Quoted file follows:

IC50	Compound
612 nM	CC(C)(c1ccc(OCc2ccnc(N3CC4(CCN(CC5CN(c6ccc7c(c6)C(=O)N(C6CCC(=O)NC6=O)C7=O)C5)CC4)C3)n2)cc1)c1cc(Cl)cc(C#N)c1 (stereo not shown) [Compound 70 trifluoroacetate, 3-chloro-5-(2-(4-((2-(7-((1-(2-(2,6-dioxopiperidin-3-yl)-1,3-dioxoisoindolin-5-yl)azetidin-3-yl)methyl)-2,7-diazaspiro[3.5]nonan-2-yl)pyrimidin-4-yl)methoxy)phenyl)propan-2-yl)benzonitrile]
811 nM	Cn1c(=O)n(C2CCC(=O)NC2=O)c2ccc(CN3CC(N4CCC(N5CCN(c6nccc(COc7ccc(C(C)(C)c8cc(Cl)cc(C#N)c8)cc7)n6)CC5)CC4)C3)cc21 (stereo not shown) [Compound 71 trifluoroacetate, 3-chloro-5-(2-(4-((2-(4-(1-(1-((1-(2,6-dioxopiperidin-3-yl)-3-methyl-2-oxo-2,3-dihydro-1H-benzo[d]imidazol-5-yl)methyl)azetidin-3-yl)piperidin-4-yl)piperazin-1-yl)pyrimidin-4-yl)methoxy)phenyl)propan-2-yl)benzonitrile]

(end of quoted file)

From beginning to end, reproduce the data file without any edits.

IC50	Compound
612 nM	CC(C)(c1ccc(OCc2ccnc(N3CC4(CCN(CC5CN(c6ccc7c(c6)C(=O)N(C6CCC(=O)NC6=O)C7=O)C5)CC4)C3)n2)cc1)c1cc(Cl)cc(C#N)c1 (stereo not shown) [Compound 70 trifluoroacetate, 3-chloro-5-(2-(4-((2-(7-((1-(2-(2,6-dioxopiperidin-3-yl)-1,3-dioxoisoindolin-5-yl)azetidin-3-yl)methyl)-2,7-diazaspiro[3.5]nonan-2-yl)pyrimidin-4-yl)methoxy)phenyl)propan-2-yl)benzonitrile]
811 nM	Cn1c(=O)n(C2CCC(=O)NC2=O)c2ccc(CN3CC(N4CCC(N5CCN(c6nccc(COc7ccc(C(C)(C)c8cc(Cl)cc(C#N)c8)cc7)n6)CC5)CC4)C3)cc21 (stereo not shown) [Compound 71 trifluoroacetate, 3-chloro-5-(2-(4-((2-(4-(1-(1-((1-(2,6-dioxopiperidin-3-yl)-3-methyl-2-oxo-2,3-dihydro-1H-benzo[d]imidazol-5-yl)methyl)azetidin-3-yl)piperidin-4-yl)piperazin-1-yl)pyrimidin-4-yl)methoxy)phenyl)propan-2-yl)benzonitrile]